Hock-Tide at Hexton

Nicholas Blatchley

St Faith's Church, Hexton
Robin Hall, licenced under Creative Commons

In the far north-west of Hertfordshire, on the road from Hitchin to Barton-le-Clay, lies the small village of Hexton. Chiefly notable for the nearby iron-age hill-fort, Ravensburgh Castle, it’s also the source of a very rare account of the celebrations for the ancient festival of Hock-tide.

The Festival of Hock-Tide

One of the more obscure festivals, Hock-tide was nonetheless important in mediaeval England. Celebrated on the second Monday and Tuesday after Easter, it was characterised by the collection of money for the church and parish, sometimes by unorthodox means. These included, for instance, the custom of stretching ropes across the roads to stop travellers, who would then be asked for a donation before being allowed to go on their way.

A recurring theme of Hock-tide seemed to be pitting the men and women of the parish against one another. In general, Monday was for the men and Tuesday for the women, and each were responsible for setting the ropes on their day. It was also common to play games where a member of the opposite sex was captured and ransomed — all in the name of raising money for the parish.

Hock-Tide Celebrations in Hexton

In general, Hock-tide doesn’t seem to have survived the Reformation. However, it’s recorded by Francis Taverner, the lord of the manor at Hexton who died in 1657, that celebrations there “continyed for some few yeares within the reigne of Queene Elizabeth”. Taverner has left an account of the festivities, as remembered by the older people of his time:

many…did go together to the toppe of Weyting Hill; on the very toppe of which hill, being the highest in this parish, was one of those borowes or grave hills…And ther was yearlie a long and a very strong ashen pole fastened into the ground, which the women with great courage did assale and pull downe, striving with all their force to bring it downe the hill, which the men did defend pulling it up the hyll; but by reason of the great stepenes of the mountayne, the women, by that advantage, hayled it to the fote of the hill…and if they got any of the weaker men into their hands whom they could master, them they would baffle and besmear, and thus they laboured incessantlye two or three houres, not giving over till they had brought the pole and sett it up at the Crosse by the Towne House doore…

After which, as always in such festivities, the contestants ate and drank together “without any affront or dislike taken at any hand.” Money was gathered and handed over to the churchwardens — Taverner had seen a parish record from Henry VIII’s reign that suggested the haul was “about 20 s. sometimes more and sometimes lesse.”

The Meaning of Hock-Tide

The meaning of Hock-tide has been much debated for centuries. Taverner, along with several other older writers who commented on the feast, suggested that it may commemorate the English being “freed from the Danish yoke.” There’s no real evidence to back this up; moreover, there was no agreement among these various writers as to which precise event was being commemorated. The various possibilities suggested include:

  • The Battle of Edington in 878, at which the English under Alfred the Great defeated the Danish army. By this interpretation, the struggle over the pole represents the battle and the feasting afterwards represents the reconciliation between the two sides.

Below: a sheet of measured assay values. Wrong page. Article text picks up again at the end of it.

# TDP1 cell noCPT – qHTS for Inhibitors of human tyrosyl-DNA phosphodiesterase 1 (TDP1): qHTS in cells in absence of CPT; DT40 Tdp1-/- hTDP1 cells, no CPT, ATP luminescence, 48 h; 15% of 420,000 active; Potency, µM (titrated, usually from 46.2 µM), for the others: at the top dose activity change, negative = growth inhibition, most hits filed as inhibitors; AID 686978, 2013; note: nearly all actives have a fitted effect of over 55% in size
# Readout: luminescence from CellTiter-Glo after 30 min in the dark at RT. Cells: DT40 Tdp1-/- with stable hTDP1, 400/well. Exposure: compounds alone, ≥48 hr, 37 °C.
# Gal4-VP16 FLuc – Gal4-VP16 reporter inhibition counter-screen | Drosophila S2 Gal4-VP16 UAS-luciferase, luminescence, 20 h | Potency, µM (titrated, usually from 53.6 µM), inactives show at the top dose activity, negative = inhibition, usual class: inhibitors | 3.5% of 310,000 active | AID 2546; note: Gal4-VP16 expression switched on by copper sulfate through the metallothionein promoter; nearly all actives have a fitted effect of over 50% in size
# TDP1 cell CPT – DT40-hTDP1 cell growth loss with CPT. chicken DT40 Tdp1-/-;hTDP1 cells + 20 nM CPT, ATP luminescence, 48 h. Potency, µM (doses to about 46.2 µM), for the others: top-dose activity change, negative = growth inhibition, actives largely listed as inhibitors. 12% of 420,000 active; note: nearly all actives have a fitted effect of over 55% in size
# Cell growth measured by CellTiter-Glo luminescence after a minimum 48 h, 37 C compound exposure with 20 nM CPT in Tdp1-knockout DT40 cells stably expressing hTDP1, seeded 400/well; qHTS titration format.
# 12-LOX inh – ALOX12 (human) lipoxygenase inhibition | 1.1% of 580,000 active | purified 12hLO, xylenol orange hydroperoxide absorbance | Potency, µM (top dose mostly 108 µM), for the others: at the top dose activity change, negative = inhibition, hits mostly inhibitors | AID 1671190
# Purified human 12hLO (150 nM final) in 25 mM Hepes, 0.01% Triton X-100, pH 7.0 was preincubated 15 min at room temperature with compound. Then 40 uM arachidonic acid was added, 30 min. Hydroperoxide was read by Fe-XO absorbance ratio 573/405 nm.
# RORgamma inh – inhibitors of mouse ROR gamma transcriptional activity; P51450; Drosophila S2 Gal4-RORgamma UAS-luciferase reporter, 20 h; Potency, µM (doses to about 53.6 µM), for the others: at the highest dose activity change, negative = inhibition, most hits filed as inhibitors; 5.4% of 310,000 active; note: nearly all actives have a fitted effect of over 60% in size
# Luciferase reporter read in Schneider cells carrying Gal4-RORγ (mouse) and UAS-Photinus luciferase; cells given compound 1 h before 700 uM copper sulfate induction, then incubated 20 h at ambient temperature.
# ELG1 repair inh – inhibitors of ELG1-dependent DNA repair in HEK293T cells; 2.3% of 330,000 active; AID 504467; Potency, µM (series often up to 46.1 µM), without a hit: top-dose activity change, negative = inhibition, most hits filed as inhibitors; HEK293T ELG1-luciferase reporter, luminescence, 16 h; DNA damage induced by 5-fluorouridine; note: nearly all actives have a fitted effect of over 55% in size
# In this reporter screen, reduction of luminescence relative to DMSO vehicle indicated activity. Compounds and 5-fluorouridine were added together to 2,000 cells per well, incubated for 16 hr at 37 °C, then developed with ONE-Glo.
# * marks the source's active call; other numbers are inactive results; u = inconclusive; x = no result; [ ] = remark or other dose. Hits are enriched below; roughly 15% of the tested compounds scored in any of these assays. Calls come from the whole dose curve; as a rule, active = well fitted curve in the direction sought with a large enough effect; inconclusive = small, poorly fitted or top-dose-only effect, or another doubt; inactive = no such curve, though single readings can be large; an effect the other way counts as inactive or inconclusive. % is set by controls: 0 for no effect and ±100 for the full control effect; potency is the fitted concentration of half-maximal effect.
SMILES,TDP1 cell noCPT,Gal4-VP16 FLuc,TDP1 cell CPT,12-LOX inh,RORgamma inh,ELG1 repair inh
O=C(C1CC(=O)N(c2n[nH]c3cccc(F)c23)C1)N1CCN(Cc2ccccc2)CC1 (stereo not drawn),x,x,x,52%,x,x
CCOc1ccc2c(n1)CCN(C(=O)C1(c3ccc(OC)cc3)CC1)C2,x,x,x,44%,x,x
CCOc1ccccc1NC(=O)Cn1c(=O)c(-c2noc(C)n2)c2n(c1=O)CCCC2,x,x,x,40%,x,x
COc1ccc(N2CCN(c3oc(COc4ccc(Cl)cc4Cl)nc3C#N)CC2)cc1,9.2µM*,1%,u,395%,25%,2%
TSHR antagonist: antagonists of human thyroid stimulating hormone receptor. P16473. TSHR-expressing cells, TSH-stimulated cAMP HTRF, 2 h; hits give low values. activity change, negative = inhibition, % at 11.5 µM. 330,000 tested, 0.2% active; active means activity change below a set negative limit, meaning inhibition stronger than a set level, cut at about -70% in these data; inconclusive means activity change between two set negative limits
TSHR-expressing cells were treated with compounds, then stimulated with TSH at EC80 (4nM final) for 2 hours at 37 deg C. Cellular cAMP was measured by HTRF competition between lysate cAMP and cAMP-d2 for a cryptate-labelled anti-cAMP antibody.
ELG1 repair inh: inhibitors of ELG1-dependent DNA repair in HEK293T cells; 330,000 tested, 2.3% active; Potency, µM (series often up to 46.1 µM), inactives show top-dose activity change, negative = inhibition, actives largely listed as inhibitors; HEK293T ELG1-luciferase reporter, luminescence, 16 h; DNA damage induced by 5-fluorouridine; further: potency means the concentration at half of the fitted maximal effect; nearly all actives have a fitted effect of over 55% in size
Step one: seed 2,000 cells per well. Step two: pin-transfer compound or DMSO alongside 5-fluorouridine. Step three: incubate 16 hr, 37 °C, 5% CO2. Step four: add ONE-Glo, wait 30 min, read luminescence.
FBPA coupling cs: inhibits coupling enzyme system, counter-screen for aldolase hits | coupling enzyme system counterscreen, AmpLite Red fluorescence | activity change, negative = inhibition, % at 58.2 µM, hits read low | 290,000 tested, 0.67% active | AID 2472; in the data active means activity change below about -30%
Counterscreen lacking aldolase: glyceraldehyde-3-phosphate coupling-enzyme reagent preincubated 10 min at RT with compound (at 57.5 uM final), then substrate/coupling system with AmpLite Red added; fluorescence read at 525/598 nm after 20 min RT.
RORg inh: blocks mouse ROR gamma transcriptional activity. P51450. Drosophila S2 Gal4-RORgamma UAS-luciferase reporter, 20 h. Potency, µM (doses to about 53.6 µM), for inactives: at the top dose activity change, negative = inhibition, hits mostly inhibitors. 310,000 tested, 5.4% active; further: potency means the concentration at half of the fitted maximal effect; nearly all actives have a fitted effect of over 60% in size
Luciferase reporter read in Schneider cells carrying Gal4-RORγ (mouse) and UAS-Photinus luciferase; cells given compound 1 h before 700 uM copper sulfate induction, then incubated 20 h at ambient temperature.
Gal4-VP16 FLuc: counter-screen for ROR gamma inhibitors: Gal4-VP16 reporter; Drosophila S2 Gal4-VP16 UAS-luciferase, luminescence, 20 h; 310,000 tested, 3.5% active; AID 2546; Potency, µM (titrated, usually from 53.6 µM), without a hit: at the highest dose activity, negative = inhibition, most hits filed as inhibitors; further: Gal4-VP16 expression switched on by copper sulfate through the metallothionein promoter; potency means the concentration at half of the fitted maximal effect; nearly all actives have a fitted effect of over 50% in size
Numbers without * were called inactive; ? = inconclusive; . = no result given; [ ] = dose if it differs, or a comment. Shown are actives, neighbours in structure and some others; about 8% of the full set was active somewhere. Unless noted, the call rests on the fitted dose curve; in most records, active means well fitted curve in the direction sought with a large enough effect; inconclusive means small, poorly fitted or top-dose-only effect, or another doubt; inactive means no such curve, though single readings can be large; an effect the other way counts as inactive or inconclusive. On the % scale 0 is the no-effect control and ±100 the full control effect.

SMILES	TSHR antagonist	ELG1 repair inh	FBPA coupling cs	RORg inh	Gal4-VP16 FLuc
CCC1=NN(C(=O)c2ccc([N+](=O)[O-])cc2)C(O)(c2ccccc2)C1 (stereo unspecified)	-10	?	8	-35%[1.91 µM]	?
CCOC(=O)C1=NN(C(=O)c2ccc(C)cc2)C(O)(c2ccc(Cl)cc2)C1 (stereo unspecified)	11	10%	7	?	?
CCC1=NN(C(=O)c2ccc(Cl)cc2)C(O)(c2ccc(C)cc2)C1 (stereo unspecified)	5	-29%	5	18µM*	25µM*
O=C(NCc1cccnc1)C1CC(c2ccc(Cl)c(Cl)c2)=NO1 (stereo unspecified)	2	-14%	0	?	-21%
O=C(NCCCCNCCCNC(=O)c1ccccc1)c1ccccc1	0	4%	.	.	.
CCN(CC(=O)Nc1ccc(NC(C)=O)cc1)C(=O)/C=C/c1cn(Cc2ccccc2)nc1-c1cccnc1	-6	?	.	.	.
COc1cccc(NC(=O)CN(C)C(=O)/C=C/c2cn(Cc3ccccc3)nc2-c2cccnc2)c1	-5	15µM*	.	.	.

• The St Brice’s Day Massacre, in 1002, instigated by King Ethelred the Unready, during which large numbers of Danes in England were slaughtered. Though this may have seemed at the time as freedom from the Danish yoke, however, in retrospect it led directly to the Danish conquest of England.
  • The death of Harthacnut (Hardicanute), the last Danish king of England, in 1042. In marked contrast to his father Cnut, this young king had a reputation for cruelty and was generally hated. His death briefly restored the Wessex line to the throne, before England fell to the Normans.

A major stumbling block for all these theories, however, is that none of them happened at the right time of year to be commemorated at Hock-tide. The Hertfordshire historian W. B. Gerish puts forward a more plausible suggestion concerning the pole game:

The pole was clearly an emblem, but emblematical of what?…Have we not here some mystical survival of pagan rites — probably of prehistoric origin?…This secular demonstration became known as Hock-tide; and its cry of Hock! Hock! (Hoch is the German equivalent for Hail) was the vocal expression of the joy felt for Nature’s awakening, the coming of the Spring…In the Christian era, the boisterous pastimes coming so soon after the austerities of the Lenten season, represent to some extent the natural flow of suppressed animal spirits which the approach of spring serves but to accentuate.

Whatever the truth of the matter, Taverner’s account of the 16th century Hock-tide celebrations at Hexton gives us a valuable insight into a once-important but now lost festival in the turning year.


The Hock-tide Observance at Hexton in Hertfordshire by W. B. Gerish, 1910

The Folklore of Hertfordshire by Doris Jones-Baker, B. T. Batsford Ltd, 1977

Image by Robin Hall, CC BY-SA 2.0, https://commons.wikimedia.org/w/index.php?curid=8233058

This page was added on 21/11/2018.

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